Affluenza—the Newest Sleep Disorder?

By Charles W. Page, MD –

“The sleep of a laborer is sweet,
whether they eat little or much,
but as for the rich, their abundance
permits them no sleep.”
(Ecclesiastes 5:12 NIV)

A new sleep disorder has appeared on the horizon—affluenza. It is described as “the painful, contagious, socially transmitted condition of overload, debt, anxiety, and waste, resulting from the dogged pursuit of more.” (Jon de Graaf—Affluenza: The All Consuming Epidemic. 2001)

Affluenza may become the most common malady affecting sleep. Our society is by far the most affluent in history. When compared to other nations, we have an abundance of almost everything—money, apps, cell phones, computers, opportunities, education, food. Remember Michael Jackson?

One would think that our abundance would be sufficient enough to supply a good night’s rest—that we would be content and thankful for what we have. But Solomon reminds us of the illusion that the very things we think will make us secure and comfortable actually work in the reverse—“but as for the rich, their abundance permits them no sleep.” Our consumer mindset leaves us with too many options, too many deadlines, and too many regrets to deal with as we lay our heads on our pillows.

In contrast to the abundance of things this world offers, Jesus promised an abundance of life (John 10:10). He modeled the balance of a busy purposeful life that flowed out of a position of rest. On one occasion, in the bow of a sinking ship, the Savior slept calmly, unaffected by a raging storm. Exhausted from a productive day of ministry, Jesus rested peacefully. He is the perfect example of productive, purposeful work and peaceful rest. What was the Savior’s secret?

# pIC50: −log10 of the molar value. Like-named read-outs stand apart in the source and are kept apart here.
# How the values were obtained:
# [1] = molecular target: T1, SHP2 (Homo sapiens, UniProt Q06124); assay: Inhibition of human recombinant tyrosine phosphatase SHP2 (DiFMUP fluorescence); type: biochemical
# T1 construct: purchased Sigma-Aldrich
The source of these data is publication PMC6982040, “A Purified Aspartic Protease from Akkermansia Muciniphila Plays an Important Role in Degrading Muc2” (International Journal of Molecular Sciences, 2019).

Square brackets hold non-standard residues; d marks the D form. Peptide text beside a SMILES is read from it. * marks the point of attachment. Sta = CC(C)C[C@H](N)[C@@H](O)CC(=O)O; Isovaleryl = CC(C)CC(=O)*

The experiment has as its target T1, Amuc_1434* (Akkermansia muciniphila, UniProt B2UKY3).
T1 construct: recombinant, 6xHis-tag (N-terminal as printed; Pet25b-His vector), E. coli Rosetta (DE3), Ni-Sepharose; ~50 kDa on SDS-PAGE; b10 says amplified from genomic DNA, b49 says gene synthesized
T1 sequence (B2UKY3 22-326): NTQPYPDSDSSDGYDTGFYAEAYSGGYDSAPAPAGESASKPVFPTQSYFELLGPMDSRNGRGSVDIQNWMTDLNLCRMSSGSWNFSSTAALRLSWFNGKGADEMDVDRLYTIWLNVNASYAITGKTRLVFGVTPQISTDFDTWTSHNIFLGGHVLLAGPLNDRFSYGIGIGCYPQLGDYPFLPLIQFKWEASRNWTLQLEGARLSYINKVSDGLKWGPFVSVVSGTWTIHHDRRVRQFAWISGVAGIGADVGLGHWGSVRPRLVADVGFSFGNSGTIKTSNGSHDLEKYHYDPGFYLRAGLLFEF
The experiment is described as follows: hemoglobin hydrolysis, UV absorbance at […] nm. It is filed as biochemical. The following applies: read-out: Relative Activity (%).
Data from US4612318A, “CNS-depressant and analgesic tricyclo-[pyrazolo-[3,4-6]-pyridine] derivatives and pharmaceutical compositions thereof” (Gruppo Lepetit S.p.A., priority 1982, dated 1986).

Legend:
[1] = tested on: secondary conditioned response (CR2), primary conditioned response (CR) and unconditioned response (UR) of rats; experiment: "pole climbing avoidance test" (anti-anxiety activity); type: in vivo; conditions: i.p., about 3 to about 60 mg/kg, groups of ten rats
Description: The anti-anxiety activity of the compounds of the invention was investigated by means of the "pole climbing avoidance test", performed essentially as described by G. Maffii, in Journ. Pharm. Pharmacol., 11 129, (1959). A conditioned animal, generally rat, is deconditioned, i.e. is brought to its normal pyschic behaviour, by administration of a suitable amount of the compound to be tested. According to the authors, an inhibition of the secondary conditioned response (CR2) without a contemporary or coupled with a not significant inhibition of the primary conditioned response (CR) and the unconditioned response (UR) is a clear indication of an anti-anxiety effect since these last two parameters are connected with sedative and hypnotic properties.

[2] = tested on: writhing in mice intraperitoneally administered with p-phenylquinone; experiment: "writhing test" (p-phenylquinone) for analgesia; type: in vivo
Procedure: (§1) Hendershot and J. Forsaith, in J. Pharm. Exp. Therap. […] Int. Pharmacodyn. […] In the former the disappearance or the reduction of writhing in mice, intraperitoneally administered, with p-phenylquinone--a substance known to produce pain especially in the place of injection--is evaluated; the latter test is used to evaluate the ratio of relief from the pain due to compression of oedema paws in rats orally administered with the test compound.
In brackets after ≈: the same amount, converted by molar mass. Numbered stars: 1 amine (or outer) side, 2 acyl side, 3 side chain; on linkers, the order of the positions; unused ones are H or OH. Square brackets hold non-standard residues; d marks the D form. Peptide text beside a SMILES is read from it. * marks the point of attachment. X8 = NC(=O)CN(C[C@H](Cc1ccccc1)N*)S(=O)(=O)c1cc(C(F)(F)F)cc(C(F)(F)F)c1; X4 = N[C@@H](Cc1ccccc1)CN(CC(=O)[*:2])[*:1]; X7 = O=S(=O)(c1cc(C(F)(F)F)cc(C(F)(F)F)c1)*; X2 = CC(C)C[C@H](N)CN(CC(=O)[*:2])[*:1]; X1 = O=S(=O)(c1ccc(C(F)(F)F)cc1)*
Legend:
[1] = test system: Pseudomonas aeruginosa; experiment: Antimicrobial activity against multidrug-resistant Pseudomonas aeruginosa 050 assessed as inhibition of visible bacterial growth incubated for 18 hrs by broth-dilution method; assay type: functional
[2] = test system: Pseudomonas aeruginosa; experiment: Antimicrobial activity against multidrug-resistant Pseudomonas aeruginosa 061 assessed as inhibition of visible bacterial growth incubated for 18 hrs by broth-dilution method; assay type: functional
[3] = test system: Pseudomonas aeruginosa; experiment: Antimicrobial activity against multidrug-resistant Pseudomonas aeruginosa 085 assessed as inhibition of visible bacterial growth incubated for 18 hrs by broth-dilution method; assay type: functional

Solomon gives us two principles to help us follow in our Master’s footsteps. “The sleep of a laborer is sweet, whether they eat little or much.” First, we need to learn to work intentionally—not just busywork to fill up our days. Whatever we do, our labor must be in and for the Lord. Purposefully laboring according to God’s purpose for our lives sets us up for good rest.

The second truth that helps us rest is to understand a laborer leaves the decisions of the day to the boss. A day worker has the advantage of lying down to rest with an unburdened mind—no decisions, no deadlines, no dilemmas to face at the end of the day. Getting our daily instructions from God, prioritizing our lives accordingly, and leaving the results up to Him nurture a lifestyle that sets us up for sleep. In short, instead of the “dogged pursuit of the Jones,” when we live in the dogged pursuit of Jesus, we prepare our nights for sweet refreshing sleep.

If Jesus slept with a calm heart during the storms of life—so can you. The abundance of life in Christ can be yours—you can rest assured in that promise.


About Dr. Charles W. Page

Dr. Charles W. Page is a sleep-deprived surgeon who completed medical school and residency at Baylor College of Medicine in Houston, Texas. He and his wife Joanna live in Texas with their five children. He is the author of Surrendered Sleep: A Biblical Perspective. Learn more at:
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